Fifteensquared

Never knowingly undersolved.

Guardian 25,223 / Brummie

Posted by mhl on January 19th, 2011

mhl.

Apologies for the late post – I’ve had no free time yet today. I hope I can get the post up in the next hour… OK, an unfortunately rushed post follows below – good stuff from Brummie today, I think.

Across
7. FOR REAL ERR = “blunder” reversed in FOAL = “young animal”; Definition: “Genuine”
8. BLOATER L = “left” in BOATER = “hat”; Definition: “Breakfast possibly”
9. OKRA Hidden in “coOK RAre”; Definition: “vegetable” – I’m not sure about “coreless” as a hidden answer indicator – “cored” seems better, with more suggestion that you’re left with the core If I’d read the comment from Muck below, I could have saved some crossing out – if you take “core” out of “COok raRE”, you get OKRA
10. EPISCOPAL (PICS)* in E = “English” + OPAL = “stone” Definition: “church may be so described”
12. MUSIC MU = “Character” + SIC = “repeated without correction”; Definition: “of which [ROCK] is a type”
13. TUTORIAL (OUT)* in TRIAL = “pilot”; Definition: “seminar”
15. STUN NUTS = “Potty” reversed; Definition: “[ROCK]” (as in “to rock someone”)
16. HORDE Sounds like “hoard” = “store”; Definition: “Army”
17,21down. MOONGLOW MOO = “low” + N = “neutral” + G[reen] = “green initially” + LOW = “blue”; Definition: “Night light”
18. BRIGHTON B = “Book” + RIGHT ON = “fashionably OK”; Definition: “city made into novel by [ROCK]” referring to Brighton Rock by Graham Greene
20. SWING SOWING = “Broadcasting” without O = “but not round”; Definition: “[ROCK]“, presumably as in a rocking / swinging motion
21. GIBRALTAR BIG = “Lofty” reversed + R = “Regina” + ALTAR = “the point of marriage”; Definition: “[ROCK]“
22. SACK Double definition: “Lay off” + “dress”
24. BOULDER Sounds like “bolder” = “comparatively cheeky”; Definition: “[ROCK]“
25. KARAOKE KA = “Small car” + RAKE = “sloping angle” around O = “nothing”; Definition: “performing over track”
Down
1. ROCK Cryptic definition: you buy rock in sticks
2. DR WATSON (TOWARDS NEW)*; Defintion: “famously slow assistant” – I think this is a bit unfair to Watson…  :)
3. MALEIC MALE = “Masculine person” + IC = “briefly in charge”; Definition: “a type of acid”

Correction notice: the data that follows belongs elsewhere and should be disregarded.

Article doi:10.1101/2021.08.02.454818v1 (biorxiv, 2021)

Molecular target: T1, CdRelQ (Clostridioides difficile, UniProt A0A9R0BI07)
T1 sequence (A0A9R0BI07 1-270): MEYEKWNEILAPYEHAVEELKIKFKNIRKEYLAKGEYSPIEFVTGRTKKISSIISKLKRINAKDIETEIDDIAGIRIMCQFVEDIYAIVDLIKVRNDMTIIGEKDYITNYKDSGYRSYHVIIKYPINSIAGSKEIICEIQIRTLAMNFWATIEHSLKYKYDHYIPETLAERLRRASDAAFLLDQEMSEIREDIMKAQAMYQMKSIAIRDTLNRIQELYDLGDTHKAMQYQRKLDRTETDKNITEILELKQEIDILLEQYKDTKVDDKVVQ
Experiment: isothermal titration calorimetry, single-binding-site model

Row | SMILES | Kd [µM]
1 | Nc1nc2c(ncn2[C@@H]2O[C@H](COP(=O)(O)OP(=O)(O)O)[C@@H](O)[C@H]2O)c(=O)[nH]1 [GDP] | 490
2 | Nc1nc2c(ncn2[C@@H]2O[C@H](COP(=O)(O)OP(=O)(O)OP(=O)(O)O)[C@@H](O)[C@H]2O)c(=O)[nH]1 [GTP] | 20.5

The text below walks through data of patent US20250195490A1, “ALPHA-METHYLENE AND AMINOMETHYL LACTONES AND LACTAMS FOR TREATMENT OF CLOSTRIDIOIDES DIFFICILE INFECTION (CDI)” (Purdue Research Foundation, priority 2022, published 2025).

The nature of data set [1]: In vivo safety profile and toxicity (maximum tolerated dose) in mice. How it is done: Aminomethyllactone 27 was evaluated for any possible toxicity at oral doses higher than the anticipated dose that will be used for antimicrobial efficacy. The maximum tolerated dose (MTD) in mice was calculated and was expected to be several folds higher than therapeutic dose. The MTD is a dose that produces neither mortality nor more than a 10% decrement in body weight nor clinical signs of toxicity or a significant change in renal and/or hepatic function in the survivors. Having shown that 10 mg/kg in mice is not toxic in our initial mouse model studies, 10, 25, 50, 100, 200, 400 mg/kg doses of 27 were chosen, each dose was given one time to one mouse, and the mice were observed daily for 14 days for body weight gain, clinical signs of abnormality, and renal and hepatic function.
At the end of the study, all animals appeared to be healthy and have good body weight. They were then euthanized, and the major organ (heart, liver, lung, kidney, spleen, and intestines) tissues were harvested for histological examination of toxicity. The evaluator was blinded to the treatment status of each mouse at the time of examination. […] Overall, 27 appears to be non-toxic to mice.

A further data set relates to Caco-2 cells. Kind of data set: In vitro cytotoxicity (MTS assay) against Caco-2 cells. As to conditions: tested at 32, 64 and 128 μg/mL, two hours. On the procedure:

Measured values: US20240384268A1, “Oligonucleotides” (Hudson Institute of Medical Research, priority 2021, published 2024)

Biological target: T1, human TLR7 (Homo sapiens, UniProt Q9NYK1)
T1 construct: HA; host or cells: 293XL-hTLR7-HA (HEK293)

4. BLACK TIE LACK = “Miss” + TIE = “Truss” after B = “bishop”; Definition: “evening wear”
5. JASPER J = “Jack” + AS PER = “in accordance with”; Definition: “[ROCK]“
6. REEL LEER = “Lewdly look” reversed; Definition: “[ROCK]” – similar to STUN, I suppose
11. INTERKNIT INTER = “to bury” + K = “King” + NIT = ” Wally”; Definition: “Come together”
12. MOTOR MOOR = “Make fast” around T[unnel] = “tunnel’s entrance”; Definition: “move quickly!”
14. AMONG A + GNOM[e] = “dwarf endlessly” reversed; Definition: “Surrounded by”
16. HOT WATER I guess this is just a double definition – “In which punishment is likely” (i.e. being in hot water) and “(held by copper in the old days)” referring to copper baths
17. MAINSTAY MAINS = “Public power supply” + TAY = “river”; Definition: “[ROCK]“
19. GOBBLE GOB = “spit” followed by E = “English” + LB = “pound” reversed; Definition: “Scoff”
20. SERIAL AERIAL = “Antenna” with A = “one” changed to S = “south”; Definition: “in instalments”
23. CAKE Double definition: “might follow [ROCK]” referring to rock cakes; and “Brownie, say”

45 Responses to “Guardian 25,223 / Brummie”

  1. John H says:

    I wish you better luck than i had. Nightmare.

  2. Mitch says:

    At least it made sure that I battled through to the end without taking a surreptitious peek at the blog :-)
    A beautifully crafted puzzle which made me really struggle. Took me ages afore the penny dropped re 1d

  3. Mitz says:

    Hope this will suffice while we wait for the over-worked mhl…

    So many uses for rocks!

    Across:

    7) FOR REAL – err backwards inside foal
    8) BLOATER – l(eft) inside boater – a type of kipper, I think
    9) OKRA – concealed in coOK Rare
    10) EPISCOPAL – pics* in E(nglish) opal
    12) MUSIC – mu (Greeak letter) + sic